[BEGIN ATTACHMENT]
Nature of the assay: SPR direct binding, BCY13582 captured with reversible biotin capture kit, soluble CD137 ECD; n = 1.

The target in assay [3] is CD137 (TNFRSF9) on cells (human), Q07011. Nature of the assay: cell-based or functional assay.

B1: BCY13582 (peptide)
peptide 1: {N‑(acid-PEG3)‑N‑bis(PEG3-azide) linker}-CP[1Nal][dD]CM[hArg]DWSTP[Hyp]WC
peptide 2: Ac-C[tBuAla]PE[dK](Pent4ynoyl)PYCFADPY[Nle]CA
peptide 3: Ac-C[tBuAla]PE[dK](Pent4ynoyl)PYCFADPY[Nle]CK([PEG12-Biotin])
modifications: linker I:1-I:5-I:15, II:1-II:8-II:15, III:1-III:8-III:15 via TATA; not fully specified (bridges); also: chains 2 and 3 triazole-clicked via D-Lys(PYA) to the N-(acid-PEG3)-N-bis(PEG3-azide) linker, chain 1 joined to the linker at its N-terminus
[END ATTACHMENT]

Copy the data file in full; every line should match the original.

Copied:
Nature of the assay: SPR direct binding, BCY13582 captured with reversible biotin capture kit, soluble CD137 ECD; n = 1.

The target in assay [3] is CD137 (TNFRSF9) on cells (human), Q07011. Nature of the assay: cell-based or functional assay.

B1: BCY13582 (peptide)
peptide 1: {N‑(acid-PEG3)‑N‑bis(PEG3-azide) linker}-CP[1Nal][dD]CM[hArg]DWSTP[Hyp]WC
peptide 2: Ac-C[tBuAla]PE[dK](Pent4ynoyl)PYCFADPY[Nle]CA
peptide 3: Ac-C[tBuAla]PE[dK](Pent4ynoyl)PYCFADPY[Nle]CK([PEG12-Biotin])
modifications: linker I:1-I:5-I:15, II:1-II:8-II:15, III:1-III:8-III:15 via TATA; not fully specified (bridges); also: chains 2 and 3 triazole-clicked via D-Lys(PYA) to the N-(acid-PEG3)-N-bis(PEG3-azide) linker, chain 1 joined to the linker at its N-terminus